Helping Your Baby Grow

Healthier eating means a healthier pregnancy 

ChooseMyPlate.gov graphicThere are so many resources available to help you do the right things throughout your pregnancy and after. You can get your own interactive Daily Food Plan for Moms by visiting www.choosemyplate.gov. Your plan will show you the foods and amounts that are right for you. Enter your information for a quick estimate of what and how much you need to eat. 

Or, go to the Food Planner for Moms to see how your food choices compare to what you need.

Feet on scale

When it comes to food choices, remember that women who eat well and avoid known risks tend to have fewer complications during pregnancy and labor, and are more likely to deliver larger, healthier babies.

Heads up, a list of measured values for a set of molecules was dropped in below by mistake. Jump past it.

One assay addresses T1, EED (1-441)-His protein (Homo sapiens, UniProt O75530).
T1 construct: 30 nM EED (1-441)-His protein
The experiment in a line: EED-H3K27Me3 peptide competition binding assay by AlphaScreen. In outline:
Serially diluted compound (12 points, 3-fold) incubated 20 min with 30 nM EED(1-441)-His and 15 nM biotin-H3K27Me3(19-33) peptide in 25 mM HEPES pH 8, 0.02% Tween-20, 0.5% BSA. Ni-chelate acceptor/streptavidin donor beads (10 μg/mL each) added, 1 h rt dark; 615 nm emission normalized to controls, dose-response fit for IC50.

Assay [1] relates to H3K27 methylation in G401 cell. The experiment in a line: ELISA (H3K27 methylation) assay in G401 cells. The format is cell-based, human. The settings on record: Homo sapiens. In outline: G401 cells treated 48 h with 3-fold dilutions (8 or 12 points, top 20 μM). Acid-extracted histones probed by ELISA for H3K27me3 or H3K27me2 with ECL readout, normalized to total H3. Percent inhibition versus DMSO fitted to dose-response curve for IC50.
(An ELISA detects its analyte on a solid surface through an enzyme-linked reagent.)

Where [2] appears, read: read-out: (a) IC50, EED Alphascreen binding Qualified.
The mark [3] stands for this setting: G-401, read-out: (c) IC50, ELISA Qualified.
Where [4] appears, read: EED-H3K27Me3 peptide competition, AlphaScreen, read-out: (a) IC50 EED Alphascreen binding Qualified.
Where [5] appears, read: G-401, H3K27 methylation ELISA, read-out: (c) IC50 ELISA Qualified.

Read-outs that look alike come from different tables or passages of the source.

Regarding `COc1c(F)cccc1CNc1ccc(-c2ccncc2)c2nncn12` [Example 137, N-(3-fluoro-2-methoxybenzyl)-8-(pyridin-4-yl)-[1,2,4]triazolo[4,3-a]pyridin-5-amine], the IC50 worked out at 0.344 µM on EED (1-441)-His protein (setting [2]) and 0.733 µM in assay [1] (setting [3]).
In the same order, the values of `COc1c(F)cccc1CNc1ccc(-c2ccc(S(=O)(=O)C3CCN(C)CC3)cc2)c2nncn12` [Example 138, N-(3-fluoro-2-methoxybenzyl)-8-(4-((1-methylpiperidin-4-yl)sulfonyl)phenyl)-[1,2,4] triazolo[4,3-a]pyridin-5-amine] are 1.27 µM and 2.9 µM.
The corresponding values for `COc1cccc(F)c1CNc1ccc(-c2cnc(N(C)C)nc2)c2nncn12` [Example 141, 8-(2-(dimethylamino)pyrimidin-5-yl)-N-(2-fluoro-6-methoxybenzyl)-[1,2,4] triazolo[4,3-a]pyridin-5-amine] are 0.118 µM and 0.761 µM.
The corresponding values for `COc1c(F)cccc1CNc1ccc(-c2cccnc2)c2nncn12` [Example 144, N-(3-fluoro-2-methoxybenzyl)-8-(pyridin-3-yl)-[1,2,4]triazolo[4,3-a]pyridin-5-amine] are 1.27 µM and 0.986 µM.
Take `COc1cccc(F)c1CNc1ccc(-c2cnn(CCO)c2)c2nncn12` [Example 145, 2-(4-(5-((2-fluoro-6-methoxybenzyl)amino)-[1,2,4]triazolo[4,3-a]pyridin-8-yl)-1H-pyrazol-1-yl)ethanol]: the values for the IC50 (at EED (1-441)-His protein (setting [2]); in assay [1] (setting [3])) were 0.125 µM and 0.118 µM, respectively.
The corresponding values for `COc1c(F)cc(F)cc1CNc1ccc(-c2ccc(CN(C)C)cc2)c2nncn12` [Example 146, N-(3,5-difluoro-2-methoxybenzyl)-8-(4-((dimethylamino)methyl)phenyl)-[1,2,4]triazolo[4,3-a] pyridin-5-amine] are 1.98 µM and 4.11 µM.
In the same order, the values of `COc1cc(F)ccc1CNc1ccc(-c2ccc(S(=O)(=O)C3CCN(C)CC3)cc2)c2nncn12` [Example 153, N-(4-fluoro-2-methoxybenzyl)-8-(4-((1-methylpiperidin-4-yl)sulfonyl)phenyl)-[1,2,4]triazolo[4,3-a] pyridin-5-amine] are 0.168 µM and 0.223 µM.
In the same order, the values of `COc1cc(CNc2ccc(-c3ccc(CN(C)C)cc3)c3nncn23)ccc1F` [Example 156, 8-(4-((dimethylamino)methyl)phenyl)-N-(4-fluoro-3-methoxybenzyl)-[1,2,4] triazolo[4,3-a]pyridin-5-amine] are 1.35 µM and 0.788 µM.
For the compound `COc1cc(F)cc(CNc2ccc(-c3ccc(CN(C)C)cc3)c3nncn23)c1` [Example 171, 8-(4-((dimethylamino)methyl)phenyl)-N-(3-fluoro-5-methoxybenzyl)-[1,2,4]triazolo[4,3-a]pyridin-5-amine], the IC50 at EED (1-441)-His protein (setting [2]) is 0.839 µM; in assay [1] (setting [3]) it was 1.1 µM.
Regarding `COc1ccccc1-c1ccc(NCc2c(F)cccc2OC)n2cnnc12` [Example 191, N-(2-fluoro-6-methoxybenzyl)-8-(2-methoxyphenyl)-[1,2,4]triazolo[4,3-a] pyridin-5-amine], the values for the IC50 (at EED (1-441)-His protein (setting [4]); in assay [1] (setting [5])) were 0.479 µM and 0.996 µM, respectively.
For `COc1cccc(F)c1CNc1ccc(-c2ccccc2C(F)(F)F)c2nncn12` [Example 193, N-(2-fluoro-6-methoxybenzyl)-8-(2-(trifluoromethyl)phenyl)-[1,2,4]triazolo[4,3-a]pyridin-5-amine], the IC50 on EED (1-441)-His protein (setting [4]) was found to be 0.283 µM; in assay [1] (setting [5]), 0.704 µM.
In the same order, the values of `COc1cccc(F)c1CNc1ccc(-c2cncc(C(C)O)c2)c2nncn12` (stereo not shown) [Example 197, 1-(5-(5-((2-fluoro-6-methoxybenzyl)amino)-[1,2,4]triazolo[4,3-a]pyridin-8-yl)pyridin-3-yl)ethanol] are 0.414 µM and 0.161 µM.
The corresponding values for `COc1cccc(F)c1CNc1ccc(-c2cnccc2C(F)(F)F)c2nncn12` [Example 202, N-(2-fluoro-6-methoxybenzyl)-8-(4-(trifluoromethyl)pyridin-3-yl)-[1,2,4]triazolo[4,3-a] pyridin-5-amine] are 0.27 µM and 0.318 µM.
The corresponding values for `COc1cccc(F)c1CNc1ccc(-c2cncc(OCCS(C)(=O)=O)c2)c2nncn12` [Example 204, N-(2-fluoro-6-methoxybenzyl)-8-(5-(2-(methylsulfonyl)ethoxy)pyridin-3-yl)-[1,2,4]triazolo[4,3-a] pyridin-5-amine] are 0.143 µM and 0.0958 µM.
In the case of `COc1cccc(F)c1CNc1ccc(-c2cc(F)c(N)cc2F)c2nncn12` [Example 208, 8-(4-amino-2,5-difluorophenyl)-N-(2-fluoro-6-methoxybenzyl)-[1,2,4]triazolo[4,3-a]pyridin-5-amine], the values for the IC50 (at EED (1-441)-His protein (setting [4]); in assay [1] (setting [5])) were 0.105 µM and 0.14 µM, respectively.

Gaining some weight

Weight gain is an important part of a healthy pregnancy. The nutritious food you eat helps your body support your growing baby. During your pregnancy, you’ll probably gain 25 to 35 pounds. If you’re very thin, you may need to gain a little more.

Usually, you will gain about 3 to 4 pounds during the first three months of pregnancy and will have gained about 10 pounds halfway through your pregnancy (20 weeks). After that, you will gain about one pound a week for the rest of your pregnancy. 

Where the weight goes chart

Food cautions

Certain raw or undercooked foods can make you ill and hurt your growing baby. While you are pregnant, don’t eat:

  • Alfalfa sprouts.
  • Raw eggs, raw fish, raw clams or raw oysters.
  • Unpasteurized milk and soft cheeses such as Brie and feta.
  • Hot dogs and deli meats.
  • Rare ground beef, chicken or sausage. 
  • More than 6 ounces per week of (white) tuna, due to high levels of mercury.

Fish that are low in mercury include shrimp, canned light tuna, salmon and catfish.

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